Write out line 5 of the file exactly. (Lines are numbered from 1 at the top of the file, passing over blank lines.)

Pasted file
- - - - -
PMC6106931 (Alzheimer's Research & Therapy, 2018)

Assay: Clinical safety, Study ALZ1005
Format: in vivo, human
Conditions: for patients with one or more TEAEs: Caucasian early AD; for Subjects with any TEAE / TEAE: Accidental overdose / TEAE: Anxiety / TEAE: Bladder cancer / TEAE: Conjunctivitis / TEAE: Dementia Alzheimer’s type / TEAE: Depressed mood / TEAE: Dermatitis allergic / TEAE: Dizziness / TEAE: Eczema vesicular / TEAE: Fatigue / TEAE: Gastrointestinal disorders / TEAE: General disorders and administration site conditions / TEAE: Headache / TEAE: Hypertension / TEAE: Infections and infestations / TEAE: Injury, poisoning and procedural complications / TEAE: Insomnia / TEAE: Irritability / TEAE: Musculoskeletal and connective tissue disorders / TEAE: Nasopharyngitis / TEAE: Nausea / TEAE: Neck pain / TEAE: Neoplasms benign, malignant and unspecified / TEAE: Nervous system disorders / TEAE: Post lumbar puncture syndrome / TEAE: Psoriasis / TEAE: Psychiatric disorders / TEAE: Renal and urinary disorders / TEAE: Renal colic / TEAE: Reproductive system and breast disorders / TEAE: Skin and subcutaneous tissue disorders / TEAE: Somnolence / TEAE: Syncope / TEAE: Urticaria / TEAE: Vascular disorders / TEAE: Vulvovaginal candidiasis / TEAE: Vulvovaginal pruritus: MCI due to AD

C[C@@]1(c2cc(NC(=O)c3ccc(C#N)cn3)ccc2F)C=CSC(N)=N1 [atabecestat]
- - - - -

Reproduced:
C[C@@]1(c2cc(NC(=O)c3ccc(C#N)cn3)ccc2F)C=CSC(N)=N1 [atabecestat]